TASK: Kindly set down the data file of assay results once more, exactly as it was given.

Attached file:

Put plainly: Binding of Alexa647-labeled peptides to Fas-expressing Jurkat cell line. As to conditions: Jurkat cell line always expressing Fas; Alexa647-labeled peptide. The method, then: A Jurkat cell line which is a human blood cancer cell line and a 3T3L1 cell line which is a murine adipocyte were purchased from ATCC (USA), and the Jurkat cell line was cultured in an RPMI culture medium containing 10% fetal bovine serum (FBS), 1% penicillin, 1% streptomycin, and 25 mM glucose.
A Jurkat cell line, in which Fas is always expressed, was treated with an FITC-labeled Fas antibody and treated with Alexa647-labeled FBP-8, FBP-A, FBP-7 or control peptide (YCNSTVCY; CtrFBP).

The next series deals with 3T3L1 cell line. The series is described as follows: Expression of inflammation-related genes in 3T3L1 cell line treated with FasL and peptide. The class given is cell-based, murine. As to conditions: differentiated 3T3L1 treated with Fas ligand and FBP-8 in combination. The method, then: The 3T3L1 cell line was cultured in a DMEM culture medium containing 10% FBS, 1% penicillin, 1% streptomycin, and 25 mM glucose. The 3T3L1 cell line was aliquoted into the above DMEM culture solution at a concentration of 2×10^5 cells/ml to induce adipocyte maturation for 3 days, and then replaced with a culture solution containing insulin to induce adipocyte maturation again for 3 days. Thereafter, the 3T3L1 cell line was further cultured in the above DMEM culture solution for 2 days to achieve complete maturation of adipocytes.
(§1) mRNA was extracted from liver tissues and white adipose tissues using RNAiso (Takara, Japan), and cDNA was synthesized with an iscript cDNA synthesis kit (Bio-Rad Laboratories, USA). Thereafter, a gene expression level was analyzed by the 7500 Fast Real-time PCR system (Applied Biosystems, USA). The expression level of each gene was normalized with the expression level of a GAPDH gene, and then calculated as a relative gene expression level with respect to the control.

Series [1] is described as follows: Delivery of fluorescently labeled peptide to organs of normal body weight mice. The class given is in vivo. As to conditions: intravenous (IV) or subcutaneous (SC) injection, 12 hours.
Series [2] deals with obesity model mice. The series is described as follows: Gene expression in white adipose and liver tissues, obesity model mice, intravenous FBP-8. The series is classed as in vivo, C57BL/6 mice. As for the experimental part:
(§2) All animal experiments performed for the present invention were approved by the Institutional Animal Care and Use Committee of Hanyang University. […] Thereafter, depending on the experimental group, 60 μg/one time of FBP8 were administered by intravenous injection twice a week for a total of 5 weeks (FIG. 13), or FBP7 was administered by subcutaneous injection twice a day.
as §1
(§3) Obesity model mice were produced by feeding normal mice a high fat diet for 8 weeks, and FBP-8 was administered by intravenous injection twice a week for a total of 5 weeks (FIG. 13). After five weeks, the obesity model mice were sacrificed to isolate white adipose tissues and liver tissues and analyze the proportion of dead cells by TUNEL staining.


Put plainly: Binding of Alexa647-labeled peptides to Fas-expressing Jurkat cell line. As to conditions: Jurkat cell line always expressing Fas; Alexa647-labeled peptide. The method, then: A Jurkat cell line which is a human blood cancer cell line and a 3T3L1 cell line which is a murine adipocyte were purchased from ATCC (USA), and the Jurkat cell line was cultured in an RPMI culture medium containing 10% fetal bovine serum (FBS), 1% penicillin, 1% streptomycin, and 25 mM glucose.
A Jurkat cell line, in which Fas is always expressed, was treated with an FITC-labeled Fas antibody and treated with Alexa647-labeled FBP-8, FBP-A, FBP-7 or control peptide (YCNSTVCY; CtrFBP).

The next series deals with 3T3L1 cell line. The series is described as follows: Expression of inflammation-related genes in 3T3L1 cell line treated with FasL and peptide. The class given is cell-based, murine. As to conditions: differentiated 3T3L1 treated with Fas ligand and FBP-8 in combination. The method, then: The 3T3L1 cell line was cultured in a DMEM culture medium containing 10% FBS, 1% penicillin, 1% streptomycin, and 25 mM glucose. The 3T3L1 cell line was aliquoted into the above DMEM culture solution at a concentration of 2×10^5 cells/ml to induce adipocyte maturation for 3 days, and then replaced with a culture solution containing insulin to induce adipocyte maturation again for 3 days. Thereafter, the 3T3L1 cell line was further cultured in the above DMEM culture solution for 2 days to achieve complete maturation of adipocytes.
(§1) mRNA was extracted from liver tissues and white adipose tissues using RNAiso (Takara, Japan), and cDNA was synthesized with an iscript cDNA synthesis kit (Bio-Rad Laboratories, USA). Thereafter, a gene expression level was analyzed by the 7500 Fast Real-time PCR system (Applied Biosystems, USA). The expression level of each gene was normalized with the expression level of a GAPDH gene, and then calculated as a relative gene expression level with respect to the control.

Series [1] is described as follows: Delivery of fluorescently labeled peptide to organs of normal body weight mice. The class given is in vivo. As to conditions: intravenous (IV) or subcutaneous (SC) injection, 12 hours.
Series [2] deals with obesity model mice. The series is described as follows: Gene expression in white adipose and liver tissues, obesity model mice, intravenous FBP-8. The series is classed as in vivo, C57BL/6 mice. As for the experimental part:
(§2) All animal experiments performed for the present invention were approved by the Institutional Animal Care and Use Committee of Hanyang University. […] Thereafter, depending on the experimental group, 60 μg/one time of FBP8 were administered by intravenous injection twice a week for a total of 5 weeks (FIG. 13), or FBP7 was administered by subcutaneous injection twice a day.
as §1
(§3) Obesity model mice were produced by feeding normal mice a high fat diet for 8 weeks, and FBP-8 was administered by intravenous injection twice a week for a total of 5 weeks (FIG. 13). After five weeks, the obesity model mice were sacrificed to isolate white adipose tissues and liver tissues and analyze the proportion of dead cells by TUNEL staining.